Bolivian, Chilean leaders open door to talks on border dispute

BERLIN (Reuters) - Chilean President Sebastian Pinera on Wednesday said he was prepared to consider an appeal by his Bolivian counterpart for fresh dialogue over a long-running border dispute but added Bolivia must first drop its demand for access to the sea through Chilean territory.

Chilean President Sebastian Pinera talks during a news conference with German Chancellor Angela Merkel in Berlin, Germany, October 10, 2018. REUTERS/Fabrizio Bensch

“Chile has a readiness to dialogue with all countries, especially with neighboring countries,” he told reporters during a visit to Berlin.

Pinera added, however, “It must be quite clear that the 1904 border agreement between Chile and Bolivia is recognized ... Bolivia must give up its absurd demand for access to the sea and to Chilean territory.”

Bolivia surrendered its 250 miles (400 km) of coastline to Chile in a 1904 treaty following the War of the Pacific, leaving it landlocked.

Since then, the two neighbors have held occasional talks about a possible corridor to the sea for Bolivia. Chile currently allows Bolivia duty-free access to the port of Arica.

However, Bolivia aspires to have a train line and port under its own control, and Morales in 2012 halted cross-border discussions he saw as fruitless in favor of seeking a legal ruling to bolster his case.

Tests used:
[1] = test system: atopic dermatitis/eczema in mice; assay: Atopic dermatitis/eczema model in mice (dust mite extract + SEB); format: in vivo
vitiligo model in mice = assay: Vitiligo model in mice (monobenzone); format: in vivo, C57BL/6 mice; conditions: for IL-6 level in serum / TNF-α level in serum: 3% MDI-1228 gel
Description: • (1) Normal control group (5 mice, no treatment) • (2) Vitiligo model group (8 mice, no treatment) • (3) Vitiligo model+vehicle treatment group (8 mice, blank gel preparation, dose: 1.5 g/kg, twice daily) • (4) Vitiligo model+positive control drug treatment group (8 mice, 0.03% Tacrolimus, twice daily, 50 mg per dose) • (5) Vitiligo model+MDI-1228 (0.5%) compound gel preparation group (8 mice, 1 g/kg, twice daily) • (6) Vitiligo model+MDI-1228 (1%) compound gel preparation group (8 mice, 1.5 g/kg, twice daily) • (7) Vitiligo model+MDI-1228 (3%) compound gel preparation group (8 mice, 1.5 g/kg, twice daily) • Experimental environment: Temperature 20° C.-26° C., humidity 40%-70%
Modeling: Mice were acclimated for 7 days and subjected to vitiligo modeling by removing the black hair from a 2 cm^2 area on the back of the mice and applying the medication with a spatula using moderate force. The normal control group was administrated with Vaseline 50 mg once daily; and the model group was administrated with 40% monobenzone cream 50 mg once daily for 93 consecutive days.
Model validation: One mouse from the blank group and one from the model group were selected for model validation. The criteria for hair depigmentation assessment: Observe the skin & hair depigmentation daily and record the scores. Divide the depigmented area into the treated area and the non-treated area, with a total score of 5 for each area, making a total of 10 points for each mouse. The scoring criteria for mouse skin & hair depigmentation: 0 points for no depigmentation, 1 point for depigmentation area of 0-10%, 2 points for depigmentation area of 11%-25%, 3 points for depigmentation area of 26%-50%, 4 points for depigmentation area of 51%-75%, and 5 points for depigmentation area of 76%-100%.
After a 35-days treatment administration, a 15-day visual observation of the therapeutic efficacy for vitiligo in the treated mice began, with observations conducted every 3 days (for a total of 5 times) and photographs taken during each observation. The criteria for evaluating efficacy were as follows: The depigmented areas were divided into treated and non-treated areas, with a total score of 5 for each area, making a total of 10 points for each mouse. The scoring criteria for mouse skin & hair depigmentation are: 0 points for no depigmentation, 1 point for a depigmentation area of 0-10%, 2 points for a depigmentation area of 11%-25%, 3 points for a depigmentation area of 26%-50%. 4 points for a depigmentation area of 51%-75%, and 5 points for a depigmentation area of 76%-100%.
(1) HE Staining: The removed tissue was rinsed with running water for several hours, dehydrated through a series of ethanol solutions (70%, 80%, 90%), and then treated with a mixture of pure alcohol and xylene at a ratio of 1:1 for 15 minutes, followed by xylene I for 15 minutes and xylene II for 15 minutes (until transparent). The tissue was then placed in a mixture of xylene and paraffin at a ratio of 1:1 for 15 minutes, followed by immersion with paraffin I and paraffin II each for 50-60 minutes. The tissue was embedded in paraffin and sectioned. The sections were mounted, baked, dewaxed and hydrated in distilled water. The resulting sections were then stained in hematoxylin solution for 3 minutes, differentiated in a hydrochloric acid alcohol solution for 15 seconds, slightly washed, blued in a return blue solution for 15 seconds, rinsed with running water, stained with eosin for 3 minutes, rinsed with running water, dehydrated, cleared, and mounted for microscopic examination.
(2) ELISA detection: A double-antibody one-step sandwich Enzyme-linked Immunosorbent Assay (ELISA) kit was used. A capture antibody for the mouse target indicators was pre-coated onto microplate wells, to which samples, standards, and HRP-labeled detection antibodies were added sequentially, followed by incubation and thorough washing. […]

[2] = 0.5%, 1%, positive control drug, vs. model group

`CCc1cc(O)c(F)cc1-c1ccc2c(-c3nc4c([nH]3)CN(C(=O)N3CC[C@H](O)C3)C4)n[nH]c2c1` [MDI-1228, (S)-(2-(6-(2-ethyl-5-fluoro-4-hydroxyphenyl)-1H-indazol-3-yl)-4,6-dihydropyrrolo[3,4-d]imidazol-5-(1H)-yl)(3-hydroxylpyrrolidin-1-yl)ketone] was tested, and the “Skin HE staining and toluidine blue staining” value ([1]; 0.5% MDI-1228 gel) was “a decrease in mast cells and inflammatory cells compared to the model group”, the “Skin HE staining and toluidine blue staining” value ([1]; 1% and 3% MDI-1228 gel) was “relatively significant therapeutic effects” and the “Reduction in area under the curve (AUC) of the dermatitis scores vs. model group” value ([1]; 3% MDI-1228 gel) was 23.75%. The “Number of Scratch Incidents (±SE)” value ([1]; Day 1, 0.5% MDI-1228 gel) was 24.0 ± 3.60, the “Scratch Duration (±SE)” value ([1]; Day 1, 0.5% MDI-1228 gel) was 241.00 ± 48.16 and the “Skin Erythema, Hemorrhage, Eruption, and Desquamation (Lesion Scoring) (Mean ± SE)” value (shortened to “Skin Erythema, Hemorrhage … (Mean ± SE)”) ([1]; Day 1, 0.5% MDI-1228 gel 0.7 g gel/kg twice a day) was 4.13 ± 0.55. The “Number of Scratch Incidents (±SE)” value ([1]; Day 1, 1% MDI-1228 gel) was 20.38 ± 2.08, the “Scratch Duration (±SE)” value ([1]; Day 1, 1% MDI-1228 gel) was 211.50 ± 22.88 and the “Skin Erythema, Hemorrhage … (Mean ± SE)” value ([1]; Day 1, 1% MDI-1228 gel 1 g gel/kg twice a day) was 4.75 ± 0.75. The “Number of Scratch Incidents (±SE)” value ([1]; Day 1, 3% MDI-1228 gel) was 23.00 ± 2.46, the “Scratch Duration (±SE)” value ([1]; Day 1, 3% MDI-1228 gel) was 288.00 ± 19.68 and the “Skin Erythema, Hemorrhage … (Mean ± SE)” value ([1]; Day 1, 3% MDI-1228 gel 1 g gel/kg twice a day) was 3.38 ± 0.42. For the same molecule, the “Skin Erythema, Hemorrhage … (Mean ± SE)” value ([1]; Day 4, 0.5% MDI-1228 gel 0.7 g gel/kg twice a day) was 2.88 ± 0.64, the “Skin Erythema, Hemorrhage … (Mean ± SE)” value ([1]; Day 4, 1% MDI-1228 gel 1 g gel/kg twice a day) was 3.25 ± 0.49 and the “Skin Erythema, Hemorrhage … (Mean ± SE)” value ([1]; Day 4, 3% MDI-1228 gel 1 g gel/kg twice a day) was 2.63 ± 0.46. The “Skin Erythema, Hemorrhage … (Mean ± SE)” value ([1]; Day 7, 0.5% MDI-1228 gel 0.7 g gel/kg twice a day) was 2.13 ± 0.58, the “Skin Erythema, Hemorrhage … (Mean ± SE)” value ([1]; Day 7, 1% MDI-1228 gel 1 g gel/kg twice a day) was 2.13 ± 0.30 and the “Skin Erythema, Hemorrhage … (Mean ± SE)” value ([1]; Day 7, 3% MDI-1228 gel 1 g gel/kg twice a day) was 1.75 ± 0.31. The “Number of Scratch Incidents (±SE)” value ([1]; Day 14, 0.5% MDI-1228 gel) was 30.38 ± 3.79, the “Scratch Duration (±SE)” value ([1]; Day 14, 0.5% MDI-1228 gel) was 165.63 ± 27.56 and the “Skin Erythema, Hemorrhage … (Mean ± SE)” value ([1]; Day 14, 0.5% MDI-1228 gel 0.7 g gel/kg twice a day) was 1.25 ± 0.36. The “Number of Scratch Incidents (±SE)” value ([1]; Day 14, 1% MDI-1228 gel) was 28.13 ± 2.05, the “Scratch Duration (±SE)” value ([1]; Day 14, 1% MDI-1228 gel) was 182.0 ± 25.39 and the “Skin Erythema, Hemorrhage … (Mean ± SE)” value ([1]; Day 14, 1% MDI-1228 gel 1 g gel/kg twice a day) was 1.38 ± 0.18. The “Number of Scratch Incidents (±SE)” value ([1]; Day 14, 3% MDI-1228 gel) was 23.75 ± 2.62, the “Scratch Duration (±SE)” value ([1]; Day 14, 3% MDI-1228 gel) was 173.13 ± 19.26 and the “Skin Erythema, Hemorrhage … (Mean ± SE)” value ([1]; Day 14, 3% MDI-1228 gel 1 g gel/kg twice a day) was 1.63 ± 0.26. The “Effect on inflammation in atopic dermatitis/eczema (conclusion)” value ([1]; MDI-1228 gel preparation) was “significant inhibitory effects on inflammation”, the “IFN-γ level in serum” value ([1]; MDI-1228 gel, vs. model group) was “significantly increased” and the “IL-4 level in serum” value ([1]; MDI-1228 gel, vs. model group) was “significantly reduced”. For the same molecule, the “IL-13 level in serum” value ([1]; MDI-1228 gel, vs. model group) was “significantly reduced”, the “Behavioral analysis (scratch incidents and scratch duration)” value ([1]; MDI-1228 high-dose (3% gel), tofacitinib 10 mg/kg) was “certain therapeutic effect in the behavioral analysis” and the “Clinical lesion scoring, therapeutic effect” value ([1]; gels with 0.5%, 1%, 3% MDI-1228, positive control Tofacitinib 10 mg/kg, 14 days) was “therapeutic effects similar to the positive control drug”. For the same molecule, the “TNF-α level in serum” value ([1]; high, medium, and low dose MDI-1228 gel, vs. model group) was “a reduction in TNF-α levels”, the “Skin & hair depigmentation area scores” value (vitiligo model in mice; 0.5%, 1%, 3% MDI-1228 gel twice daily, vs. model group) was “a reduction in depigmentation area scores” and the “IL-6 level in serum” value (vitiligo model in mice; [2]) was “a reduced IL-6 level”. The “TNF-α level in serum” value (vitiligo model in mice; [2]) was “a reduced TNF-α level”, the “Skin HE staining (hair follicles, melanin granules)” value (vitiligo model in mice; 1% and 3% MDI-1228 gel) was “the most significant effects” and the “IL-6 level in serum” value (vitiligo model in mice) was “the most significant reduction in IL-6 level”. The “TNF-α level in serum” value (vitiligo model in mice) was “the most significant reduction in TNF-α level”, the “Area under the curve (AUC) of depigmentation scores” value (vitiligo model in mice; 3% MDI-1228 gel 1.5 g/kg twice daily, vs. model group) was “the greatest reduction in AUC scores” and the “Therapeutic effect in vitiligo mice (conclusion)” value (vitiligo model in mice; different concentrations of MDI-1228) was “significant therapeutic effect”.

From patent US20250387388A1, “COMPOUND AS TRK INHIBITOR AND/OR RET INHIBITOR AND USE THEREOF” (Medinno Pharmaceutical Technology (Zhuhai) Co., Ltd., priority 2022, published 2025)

On Oct. 1 the International Court of Justice ruled that earlier discussions about a sea corridor did not create any obligation for Chile to grant “sovereign access” to the Pacific Ocean.

Pinera was responding to an open letter by Bolivian President Evo Morales released on Tuesday night in which the latter highlighted the court’s comment that there was nothing to stop the two nations from talking further “in the spirit of good neighborliness.”

Morales said resolving the impasse between Chile and Bolivia, which severed diplomatic relations in 1978, was of “mutual interest” and invited his Chilean counterpart to “reopen dialogue.”

He vowed in comments in The Hague after the court ruling, however, that Bolivia would never give up its demands for sea access that was taken from it in an “invasion.”

Reporting by Michelle Martin in Berlin and Danny Ramos in La Paz; writing by Aislinn Laing; editing by Thomas Escritt